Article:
We talked about the recent SHA-1 hack and the MD5 exploits that are available. Lockcrack (a password cracking program) apparently has a table of pre computed hashes now installed that make cracking many hashes a job of just a few seconds.
There's a pattern in some technology start-ups where there's a brilliant technologist who has an idea that many others can't quite understand. They attract some money and generate a lot of hype on the basis of their brilliance, but eventually fail because they can't explain what they do.
We got into a discussion of phones and convergence. Richard Miller mentioned GrandCentral.com. They are a "one number for life." That's weird since I used to review them when they were a Web services routing company. Not sure if this is the same company repurposing their technology or someone who bought the name. I also mentioned Equals, a similar offering that I wrote about last September.
Of course, you can't Scott Lemon reported that he's playing with AskteriskNow and TrixBox. They're much better to install than plain old Asterisk. AsteriskNow seems very polished, but it will just wipe out whatever box you boot with the install CD in, so beware. Jared Smith, author of the Asterisk book lives in Draper Utah. We need to invite him to the CTO breakfast--I guess I just did.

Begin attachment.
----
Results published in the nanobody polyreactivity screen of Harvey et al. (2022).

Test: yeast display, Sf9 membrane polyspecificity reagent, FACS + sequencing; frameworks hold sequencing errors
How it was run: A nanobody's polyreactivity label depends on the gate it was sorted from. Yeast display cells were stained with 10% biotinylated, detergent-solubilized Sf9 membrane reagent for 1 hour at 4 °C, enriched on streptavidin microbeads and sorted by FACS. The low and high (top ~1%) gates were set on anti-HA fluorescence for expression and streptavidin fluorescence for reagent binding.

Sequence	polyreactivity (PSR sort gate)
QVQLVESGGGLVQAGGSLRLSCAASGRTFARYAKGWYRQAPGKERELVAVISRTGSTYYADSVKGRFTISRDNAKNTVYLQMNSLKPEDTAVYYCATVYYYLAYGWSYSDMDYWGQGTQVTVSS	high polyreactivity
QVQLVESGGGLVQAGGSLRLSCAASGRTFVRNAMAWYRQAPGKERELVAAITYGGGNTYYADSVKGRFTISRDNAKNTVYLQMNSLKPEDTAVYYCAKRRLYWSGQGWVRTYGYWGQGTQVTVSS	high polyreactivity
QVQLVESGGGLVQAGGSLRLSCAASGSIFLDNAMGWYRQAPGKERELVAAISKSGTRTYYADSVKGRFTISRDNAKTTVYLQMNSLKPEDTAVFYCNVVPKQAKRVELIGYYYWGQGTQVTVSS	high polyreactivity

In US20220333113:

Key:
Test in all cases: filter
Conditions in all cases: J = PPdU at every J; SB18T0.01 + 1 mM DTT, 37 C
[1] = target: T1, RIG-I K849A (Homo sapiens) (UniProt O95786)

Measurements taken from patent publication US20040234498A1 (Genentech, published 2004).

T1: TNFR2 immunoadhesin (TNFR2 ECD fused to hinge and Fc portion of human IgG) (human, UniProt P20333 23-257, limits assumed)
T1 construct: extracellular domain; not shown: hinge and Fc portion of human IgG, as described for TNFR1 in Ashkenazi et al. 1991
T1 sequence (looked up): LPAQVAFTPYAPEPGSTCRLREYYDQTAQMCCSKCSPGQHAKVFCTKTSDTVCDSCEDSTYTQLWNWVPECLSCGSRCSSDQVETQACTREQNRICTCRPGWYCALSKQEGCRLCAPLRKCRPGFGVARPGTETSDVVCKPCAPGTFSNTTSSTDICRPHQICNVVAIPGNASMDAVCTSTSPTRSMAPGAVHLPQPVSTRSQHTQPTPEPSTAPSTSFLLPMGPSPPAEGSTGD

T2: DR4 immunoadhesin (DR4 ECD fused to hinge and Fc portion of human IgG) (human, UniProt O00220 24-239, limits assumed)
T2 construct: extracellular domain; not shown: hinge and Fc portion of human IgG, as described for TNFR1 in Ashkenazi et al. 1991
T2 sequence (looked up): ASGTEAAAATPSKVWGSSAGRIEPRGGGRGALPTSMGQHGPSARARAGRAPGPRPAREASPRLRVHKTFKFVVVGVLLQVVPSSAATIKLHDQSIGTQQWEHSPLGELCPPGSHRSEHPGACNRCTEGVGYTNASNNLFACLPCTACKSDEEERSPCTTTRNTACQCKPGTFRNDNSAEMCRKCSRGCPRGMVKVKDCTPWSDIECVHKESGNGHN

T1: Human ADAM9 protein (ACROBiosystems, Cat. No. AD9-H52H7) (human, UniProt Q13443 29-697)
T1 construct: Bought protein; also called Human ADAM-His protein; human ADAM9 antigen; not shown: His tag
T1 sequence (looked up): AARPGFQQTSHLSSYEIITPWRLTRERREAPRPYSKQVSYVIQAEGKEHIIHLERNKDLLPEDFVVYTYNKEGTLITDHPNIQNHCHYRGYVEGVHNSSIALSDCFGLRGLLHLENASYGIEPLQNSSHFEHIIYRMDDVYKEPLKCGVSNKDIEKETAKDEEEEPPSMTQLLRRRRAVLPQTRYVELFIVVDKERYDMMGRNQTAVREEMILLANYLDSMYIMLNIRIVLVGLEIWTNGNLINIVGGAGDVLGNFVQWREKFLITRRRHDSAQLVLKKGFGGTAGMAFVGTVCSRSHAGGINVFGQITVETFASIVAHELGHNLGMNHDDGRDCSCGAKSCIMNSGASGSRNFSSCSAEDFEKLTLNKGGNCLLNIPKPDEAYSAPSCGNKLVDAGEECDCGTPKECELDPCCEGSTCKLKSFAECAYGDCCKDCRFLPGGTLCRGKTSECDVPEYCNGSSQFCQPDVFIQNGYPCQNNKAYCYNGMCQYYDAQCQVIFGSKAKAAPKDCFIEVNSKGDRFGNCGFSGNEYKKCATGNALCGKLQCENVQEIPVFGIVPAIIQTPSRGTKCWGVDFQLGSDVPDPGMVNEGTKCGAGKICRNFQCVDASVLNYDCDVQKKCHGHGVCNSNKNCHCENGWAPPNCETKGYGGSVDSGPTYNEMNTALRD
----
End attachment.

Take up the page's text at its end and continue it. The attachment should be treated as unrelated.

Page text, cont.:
We had a small discussion of living software and intentional programming. I really like this idea of building systems that build applications rather than building applications themselves. I think the popularity of Rails has something to do with this idea. Rails is just a taste of what's possible. Lisp macros also play into this idea as well. I've been thinking of how we could redesign CS330 (Programming Languages) in terms of domain specific languages and there's something in this whole living software idea that I'd like to have in the class.
Phil Burns brought up The Truth Machine, a book about a future where everyone has to tell the truth because of a new technology that will let people know you're lying. Scott mentioned KishKish, a lie-detector plugin for Skype.